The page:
United Together: Recognizing Asian American and Pacific Islander Heritage Month


Jasmine Judge, Design Editor

During the month of May, the U.S. celebrates the culture of Asian Americans and Pacific Islanders and acknowledges those who have made significant contributions to American history. This month recognizes the achievements of cultures from all across South, East and Southeast Asia, as well as the Pacific Islands of Melanesia, Micronesia and Polynesia.

In 1977, New York Representative Frank Horton brought forward House Joint Resolution 540, which proclaimed the first ten days of May as Asian and Pacific American Heritage Week. During that same year, Hawaiian Representative Daniel Inouye introduced Senate Joint Resolution 72 with a similar intent. Despite Horton and Inouye’s efforts, neither resolution passed, leaving room for Horton to make another proposition known as House Joint Resolution 1007.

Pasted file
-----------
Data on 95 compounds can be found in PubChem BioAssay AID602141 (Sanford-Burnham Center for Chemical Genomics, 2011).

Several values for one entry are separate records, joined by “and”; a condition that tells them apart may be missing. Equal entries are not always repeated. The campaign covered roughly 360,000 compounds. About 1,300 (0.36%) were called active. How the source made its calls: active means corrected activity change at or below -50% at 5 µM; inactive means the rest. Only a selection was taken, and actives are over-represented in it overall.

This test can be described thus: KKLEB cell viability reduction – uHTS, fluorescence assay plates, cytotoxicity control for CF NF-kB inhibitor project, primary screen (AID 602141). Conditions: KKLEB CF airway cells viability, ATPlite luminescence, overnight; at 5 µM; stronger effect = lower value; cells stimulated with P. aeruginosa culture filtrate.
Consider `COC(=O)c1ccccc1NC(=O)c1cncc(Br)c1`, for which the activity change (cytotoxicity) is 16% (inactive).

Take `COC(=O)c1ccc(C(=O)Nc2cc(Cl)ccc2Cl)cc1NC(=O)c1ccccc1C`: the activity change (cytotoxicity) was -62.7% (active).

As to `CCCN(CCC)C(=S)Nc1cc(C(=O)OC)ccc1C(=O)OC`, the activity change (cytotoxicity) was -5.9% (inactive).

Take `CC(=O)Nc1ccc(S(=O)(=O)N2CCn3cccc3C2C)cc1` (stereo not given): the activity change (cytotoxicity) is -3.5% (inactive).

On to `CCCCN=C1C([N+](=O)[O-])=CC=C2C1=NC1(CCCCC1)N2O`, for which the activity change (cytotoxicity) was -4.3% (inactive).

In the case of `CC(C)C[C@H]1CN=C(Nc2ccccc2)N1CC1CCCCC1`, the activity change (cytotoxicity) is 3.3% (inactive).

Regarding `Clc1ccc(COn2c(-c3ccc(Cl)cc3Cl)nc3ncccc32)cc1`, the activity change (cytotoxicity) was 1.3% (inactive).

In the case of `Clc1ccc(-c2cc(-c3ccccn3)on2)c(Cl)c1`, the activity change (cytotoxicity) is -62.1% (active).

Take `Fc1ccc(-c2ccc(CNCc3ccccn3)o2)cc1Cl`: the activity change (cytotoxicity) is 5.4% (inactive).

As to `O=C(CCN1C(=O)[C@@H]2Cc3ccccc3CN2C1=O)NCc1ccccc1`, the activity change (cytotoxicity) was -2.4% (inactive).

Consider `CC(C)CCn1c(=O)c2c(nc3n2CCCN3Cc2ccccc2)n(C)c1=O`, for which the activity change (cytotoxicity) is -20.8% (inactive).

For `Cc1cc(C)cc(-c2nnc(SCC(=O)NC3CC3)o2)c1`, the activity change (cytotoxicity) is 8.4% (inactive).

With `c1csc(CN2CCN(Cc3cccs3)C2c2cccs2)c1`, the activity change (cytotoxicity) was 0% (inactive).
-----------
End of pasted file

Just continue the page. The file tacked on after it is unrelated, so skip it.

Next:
The House and Senate passed this joint resolution and on Oct. 5, 1978, President Jimmy Carter signed off, making Resolution 1007 a public law. Carter officially declared a week starting on May 4, 1979, Asian and Pacific American Heritage Week, which continued throughout the 1980s.

In 1990, Congress passed another public law extending Asian and Pacific American Heritage Week to a month-long observation for that year. In 1992, Congress officially designated May as Asian and Pacific American Heritage Month.

May was chosen because it marks the month of the first Japanese immigration to the U.S. on May 7, 1843. Additionally, it coincides with the anniversary of the completion of the transcontinental railroad— built almost entirely by Chinese immigrants— on May 10, 1869.A recorded 22.9 million people were of Asian or Pacific Islander descent in the U.S. in 2019 and made up about 7% of the U.S. total population. These populations continue to diversify and grow, increasingly contributing to American innovations in science, medicine, literature, art, sports, government, politics, law, activism and more.